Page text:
We had just arrived in the Hague. In front of us was some kind of art exhibition and the pathway was lined with sculptures. I found one that looked like a jail cell with a coin slot in front of the bars.
“Oooh,” I gasped at Dave. “I want to go inside!”
I grabbed a euro and dropped it into the slot.
“Well, that was dumb,” I muttered.
The Hague and I got off on the wrong foot and I struggled to warm to it throughout my visit. I decided to visit because I’d heard that, like Maastricht, it wouldn’t feel like anywhere else I had visited in the Netherlands. And that was true: it felt like a modern city, it was within biking distance of the sea, and there were very few canals.
And maybe it was because the weather transformed from sunny skies to drizzly days, but it all felt a little bit bleak. I tried my best to make the most of it and wandered around the centre for a few hours each day, but I just wasn’t connecting to the city.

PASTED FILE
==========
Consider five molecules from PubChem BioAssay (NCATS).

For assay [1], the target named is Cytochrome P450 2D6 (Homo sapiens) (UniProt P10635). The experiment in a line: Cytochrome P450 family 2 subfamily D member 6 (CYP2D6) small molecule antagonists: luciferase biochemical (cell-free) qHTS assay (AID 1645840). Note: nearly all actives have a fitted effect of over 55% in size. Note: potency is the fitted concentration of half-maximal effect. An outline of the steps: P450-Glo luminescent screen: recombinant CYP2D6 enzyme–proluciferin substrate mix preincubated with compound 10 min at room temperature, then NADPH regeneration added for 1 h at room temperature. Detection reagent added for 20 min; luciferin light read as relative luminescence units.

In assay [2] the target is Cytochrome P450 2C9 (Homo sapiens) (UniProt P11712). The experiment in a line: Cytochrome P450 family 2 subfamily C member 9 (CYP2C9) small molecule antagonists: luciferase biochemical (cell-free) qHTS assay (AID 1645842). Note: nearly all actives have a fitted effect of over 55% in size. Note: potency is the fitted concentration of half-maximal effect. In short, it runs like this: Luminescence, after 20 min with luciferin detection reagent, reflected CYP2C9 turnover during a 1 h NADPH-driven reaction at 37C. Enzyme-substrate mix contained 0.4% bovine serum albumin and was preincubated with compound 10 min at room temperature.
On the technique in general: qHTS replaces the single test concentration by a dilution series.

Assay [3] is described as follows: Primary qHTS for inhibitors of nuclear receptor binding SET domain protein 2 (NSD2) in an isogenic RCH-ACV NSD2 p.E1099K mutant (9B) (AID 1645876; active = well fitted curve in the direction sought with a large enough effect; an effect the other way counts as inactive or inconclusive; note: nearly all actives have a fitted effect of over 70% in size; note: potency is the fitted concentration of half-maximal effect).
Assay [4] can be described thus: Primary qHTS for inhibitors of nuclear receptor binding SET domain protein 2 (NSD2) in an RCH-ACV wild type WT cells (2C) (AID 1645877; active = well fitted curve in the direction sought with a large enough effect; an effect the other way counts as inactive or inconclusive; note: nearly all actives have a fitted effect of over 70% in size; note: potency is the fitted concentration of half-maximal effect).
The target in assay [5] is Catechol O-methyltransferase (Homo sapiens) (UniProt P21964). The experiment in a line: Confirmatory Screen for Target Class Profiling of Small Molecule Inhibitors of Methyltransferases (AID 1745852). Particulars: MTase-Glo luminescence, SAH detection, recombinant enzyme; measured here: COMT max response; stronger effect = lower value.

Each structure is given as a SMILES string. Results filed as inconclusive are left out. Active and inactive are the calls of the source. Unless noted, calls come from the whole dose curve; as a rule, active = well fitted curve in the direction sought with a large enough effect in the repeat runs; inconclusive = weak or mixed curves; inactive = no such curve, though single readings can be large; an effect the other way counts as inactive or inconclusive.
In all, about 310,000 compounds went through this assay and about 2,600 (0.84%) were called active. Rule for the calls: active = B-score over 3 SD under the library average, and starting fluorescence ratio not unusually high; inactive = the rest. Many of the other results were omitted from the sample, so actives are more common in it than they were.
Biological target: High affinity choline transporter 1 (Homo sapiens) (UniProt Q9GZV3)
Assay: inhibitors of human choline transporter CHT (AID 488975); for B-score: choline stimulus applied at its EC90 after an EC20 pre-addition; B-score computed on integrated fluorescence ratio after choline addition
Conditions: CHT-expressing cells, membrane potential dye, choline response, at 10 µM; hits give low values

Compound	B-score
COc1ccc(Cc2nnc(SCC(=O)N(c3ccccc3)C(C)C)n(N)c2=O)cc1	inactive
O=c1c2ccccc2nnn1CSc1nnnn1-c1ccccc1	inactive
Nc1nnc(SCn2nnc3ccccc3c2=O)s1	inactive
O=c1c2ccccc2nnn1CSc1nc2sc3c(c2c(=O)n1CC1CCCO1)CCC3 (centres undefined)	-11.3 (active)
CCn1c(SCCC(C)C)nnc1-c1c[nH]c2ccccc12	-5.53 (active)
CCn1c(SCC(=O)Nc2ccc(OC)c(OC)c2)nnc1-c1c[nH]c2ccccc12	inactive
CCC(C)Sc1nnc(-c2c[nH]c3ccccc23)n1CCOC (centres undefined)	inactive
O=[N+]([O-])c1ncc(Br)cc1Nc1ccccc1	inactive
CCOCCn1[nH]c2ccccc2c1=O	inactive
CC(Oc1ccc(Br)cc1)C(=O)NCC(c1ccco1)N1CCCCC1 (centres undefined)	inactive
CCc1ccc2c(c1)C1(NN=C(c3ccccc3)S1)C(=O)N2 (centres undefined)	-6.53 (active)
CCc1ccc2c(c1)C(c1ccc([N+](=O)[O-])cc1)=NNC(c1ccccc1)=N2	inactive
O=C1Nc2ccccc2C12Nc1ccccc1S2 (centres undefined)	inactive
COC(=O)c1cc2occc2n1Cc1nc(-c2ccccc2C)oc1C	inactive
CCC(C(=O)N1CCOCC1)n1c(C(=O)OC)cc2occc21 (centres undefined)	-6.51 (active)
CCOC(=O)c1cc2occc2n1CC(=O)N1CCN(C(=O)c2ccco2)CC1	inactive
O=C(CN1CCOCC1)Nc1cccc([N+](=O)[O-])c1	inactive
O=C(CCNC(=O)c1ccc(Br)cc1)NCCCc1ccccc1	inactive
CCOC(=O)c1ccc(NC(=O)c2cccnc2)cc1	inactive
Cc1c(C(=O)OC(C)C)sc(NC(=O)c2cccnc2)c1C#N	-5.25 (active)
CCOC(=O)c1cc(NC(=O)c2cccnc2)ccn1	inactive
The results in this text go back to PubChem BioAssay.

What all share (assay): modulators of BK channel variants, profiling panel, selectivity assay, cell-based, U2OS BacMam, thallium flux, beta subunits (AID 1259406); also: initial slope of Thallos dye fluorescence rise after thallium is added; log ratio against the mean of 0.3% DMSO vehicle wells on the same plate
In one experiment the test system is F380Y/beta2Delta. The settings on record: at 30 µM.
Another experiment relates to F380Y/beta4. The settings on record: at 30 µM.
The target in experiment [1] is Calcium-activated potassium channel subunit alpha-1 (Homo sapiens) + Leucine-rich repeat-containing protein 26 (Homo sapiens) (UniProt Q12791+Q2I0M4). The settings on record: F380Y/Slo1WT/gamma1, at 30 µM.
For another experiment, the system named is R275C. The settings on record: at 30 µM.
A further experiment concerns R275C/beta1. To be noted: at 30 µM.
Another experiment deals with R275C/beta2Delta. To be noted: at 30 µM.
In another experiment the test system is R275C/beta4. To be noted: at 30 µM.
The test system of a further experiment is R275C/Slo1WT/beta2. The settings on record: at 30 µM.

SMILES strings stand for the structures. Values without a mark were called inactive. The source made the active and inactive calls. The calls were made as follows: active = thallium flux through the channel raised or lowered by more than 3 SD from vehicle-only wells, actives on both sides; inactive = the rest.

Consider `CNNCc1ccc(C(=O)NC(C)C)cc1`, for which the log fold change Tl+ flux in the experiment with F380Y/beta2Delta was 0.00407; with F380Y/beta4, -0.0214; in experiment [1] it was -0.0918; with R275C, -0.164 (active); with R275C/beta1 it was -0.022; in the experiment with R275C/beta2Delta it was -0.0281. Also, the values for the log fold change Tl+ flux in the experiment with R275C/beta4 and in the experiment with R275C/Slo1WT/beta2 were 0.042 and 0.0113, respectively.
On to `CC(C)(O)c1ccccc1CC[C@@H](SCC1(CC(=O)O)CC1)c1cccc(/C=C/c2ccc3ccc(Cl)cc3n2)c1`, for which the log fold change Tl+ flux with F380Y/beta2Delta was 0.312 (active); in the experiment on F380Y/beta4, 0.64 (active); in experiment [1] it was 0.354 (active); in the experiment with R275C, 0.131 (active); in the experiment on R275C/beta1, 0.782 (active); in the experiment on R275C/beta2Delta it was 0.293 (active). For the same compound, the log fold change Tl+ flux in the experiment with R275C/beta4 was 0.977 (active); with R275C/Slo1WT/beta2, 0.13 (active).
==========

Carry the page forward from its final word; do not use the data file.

And that was my three week trip to the Netherlands! What an amazing country, and I’m so glad I got to see a side of it that was far away from the Amsterdam stereotypes!
Have you been to the Netherlands? Which is your favourite Dutch destination?
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Wow, you have visited places I haven’t even been and I live in the Netherlands! Maastricht is a place that I really want to visit, you did a great job describing it as ‘almost another country’ and it’s the only place with hills so I plan to go there in 2016. From Utrecht it is only 2 hours by train after all…
When I lived in Belgium we would always take the train from Liège to Maastricht in the springtime. Laying in the grass by the river was a really nice way to spend the afternoon. Great post, the Netherlands is such a quaint, clean, and enjoyable country.